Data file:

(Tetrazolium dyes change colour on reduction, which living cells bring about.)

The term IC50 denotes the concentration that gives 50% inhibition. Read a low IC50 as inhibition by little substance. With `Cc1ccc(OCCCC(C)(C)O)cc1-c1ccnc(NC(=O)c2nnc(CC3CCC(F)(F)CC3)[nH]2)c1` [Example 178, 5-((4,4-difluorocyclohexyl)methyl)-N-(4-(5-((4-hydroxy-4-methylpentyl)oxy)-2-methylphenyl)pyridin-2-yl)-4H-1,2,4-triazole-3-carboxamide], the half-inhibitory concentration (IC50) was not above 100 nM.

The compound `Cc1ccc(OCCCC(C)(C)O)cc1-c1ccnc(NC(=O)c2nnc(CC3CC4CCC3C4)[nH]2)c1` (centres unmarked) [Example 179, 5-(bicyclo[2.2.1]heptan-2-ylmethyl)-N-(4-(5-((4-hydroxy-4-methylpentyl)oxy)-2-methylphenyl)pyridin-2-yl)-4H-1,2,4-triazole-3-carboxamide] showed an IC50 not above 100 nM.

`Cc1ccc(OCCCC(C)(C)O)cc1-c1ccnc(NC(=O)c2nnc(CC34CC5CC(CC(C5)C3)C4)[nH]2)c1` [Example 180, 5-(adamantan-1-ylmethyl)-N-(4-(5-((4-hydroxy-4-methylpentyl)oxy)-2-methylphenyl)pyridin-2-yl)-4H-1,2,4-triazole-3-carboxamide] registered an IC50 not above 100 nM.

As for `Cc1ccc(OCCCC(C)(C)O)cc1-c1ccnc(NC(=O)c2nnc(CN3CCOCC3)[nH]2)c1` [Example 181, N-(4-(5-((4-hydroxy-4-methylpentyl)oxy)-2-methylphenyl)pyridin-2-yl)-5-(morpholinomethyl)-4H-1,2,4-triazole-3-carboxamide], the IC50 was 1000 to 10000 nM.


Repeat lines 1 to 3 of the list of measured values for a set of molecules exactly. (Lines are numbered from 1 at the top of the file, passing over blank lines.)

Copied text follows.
(Tetrazolium dyes change colour on reduction, which living cells bring about.)

The term IC50 denotes the concentration that gives 50% inhibition. Read a low IC50 as inhibition by little substance. With `Cc1ccc(OCCCC(C)(C)O)cc1-c1ccnc(NC(=O)c2nnc(CC3CCC(F)(F)CC3)[nH]2)c1` [Example 178, 5-((4,4-difluorocyclohexyl)methyl)-N-(4-(5-((4-hydroxy-4-methylpentyl)oxy)-2-methylphenyl)pyridin-2-yl)-4H-1,2,4-triazole-3-carboxamide], the half-inhibitory concentration (IC50) was not above 100 nM.

The compound `Cc1ccc(OCCCC(C)(C)O)cc1-c1ccnc(NC(=O)c2nnc(CC3CC4CCC3C4)[nH]2)c1` (centres unmarked) [Example 179, 5-(bicyclo[2.2.1]heptan-2-ylmethyl)-N-(4-(5-((4-hydroxy-4-methylpentyl)oxy)-2-methylphenyl)pyridin-2-yl)-4H-1,2,4-triazole-3-carboxamide] showed an IC50 not above 100 nM.